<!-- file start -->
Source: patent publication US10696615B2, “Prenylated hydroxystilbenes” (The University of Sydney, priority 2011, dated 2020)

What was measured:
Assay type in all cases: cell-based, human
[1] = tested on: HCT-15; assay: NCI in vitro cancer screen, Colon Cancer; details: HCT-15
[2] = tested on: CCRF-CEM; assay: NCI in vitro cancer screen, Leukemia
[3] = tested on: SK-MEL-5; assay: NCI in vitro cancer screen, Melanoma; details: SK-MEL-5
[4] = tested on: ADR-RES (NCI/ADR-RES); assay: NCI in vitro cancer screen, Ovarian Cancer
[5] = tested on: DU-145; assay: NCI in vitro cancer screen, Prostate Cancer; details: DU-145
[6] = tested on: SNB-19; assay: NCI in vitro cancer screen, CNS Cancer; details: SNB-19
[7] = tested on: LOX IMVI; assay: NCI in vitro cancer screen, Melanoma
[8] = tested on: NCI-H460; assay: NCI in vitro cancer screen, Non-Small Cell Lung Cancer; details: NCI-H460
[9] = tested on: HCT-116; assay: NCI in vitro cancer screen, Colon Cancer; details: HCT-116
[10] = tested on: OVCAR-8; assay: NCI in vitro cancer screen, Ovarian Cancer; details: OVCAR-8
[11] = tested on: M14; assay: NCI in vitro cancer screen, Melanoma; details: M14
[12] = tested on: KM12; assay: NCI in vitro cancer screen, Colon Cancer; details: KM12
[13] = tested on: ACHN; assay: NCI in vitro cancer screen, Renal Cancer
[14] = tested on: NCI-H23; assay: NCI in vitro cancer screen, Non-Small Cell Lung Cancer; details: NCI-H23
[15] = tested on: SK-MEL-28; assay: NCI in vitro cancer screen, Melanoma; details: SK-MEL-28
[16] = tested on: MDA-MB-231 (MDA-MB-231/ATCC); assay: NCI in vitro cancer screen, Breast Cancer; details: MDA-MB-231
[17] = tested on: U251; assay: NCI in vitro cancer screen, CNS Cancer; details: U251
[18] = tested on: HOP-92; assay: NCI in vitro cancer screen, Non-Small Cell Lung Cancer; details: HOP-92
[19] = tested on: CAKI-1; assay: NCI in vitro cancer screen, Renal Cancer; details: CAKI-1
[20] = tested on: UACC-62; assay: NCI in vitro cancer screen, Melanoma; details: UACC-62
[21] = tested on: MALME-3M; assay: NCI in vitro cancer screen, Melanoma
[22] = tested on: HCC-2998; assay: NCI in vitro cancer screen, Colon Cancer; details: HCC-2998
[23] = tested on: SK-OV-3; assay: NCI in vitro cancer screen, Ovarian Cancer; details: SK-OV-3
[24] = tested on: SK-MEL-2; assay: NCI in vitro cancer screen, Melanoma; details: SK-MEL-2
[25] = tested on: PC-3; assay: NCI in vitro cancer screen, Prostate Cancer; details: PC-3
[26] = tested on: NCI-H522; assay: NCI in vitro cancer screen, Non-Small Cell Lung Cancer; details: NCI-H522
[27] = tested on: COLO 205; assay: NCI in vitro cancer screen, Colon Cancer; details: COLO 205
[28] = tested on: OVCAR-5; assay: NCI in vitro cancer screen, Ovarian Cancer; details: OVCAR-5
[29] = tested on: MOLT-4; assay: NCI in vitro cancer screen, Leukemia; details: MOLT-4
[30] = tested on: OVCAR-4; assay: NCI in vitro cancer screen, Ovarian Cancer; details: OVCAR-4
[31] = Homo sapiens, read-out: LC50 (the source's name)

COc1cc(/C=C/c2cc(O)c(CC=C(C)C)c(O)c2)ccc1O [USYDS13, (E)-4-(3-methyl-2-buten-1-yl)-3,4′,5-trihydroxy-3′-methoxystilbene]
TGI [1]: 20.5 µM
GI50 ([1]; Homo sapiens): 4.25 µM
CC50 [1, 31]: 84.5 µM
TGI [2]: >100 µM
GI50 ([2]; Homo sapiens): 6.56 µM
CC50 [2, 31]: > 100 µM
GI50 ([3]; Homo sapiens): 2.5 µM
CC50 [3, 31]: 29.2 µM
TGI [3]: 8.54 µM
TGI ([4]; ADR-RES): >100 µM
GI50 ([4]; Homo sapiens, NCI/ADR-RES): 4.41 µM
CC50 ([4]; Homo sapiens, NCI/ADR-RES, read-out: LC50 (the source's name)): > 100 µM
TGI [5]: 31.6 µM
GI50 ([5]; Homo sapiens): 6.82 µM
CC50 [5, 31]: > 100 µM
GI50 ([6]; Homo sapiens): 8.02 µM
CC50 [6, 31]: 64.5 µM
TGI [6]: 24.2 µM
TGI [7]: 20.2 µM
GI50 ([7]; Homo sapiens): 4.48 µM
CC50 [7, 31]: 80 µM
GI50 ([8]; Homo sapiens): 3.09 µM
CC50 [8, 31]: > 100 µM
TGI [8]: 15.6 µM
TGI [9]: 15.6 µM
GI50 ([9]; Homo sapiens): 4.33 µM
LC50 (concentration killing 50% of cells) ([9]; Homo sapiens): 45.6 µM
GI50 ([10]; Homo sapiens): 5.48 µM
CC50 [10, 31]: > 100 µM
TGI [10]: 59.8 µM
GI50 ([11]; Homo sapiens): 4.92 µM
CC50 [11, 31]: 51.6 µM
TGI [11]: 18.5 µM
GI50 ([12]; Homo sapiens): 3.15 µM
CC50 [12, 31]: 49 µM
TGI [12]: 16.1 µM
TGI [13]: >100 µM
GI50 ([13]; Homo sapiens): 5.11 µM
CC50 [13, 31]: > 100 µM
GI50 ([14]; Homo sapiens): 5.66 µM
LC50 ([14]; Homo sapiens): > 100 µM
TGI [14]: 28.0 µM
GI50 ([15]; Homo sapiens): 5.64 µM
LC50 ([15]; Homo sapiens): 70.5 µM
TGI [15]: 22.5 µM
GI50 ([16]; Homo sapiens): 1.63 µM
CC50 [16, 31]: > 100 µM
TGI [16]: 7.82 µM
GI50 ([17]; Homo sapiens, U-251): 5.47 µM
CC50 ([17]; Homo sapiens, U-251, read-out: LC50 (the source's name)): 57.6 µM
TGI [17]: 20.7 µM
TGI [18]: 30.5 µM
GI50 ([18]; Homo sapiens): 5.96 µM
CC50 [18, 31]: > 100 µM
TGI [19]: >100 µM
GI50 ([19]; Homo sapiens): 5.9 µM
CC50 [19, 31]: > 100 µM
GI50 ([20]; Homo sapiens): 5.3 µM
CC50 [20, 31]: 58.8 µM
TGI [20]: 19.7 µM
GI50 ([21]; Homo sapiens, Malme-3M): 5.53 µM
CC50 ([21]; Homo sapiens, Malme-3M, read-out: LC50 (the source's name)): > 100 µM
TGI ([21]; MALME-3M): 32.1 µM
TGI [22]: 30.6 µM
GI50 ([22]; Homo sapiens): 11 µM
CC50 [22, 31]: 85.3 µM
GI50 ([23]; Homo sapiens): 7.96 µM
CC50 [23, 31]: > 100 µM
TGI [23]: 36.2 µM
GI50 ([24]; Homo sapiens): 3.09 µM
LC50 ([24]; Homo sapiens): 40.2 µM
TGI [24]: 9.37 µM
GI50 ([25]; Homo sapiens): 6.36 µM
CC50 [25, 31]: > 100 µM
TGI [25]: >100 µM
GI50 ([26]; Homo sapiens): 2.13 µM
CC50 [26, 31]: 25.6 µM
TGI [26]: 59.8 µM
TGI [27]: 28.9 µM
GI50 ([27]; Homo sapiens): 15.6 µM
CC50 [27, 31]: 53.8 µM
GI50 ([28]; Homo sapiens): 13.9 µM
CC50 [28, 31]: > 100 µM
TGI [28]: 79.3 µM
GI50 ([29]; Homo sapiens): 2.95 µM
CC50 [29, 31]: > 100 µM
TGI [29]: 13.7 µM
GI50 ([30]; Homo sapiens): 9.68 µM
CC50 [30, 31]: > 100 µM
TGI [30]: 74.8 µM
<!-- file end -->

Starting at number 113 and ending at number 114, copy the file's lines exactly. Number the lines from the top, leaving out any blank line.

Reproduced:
TGI [26]: 59.8 µM
TGI [27]: 28.9 µM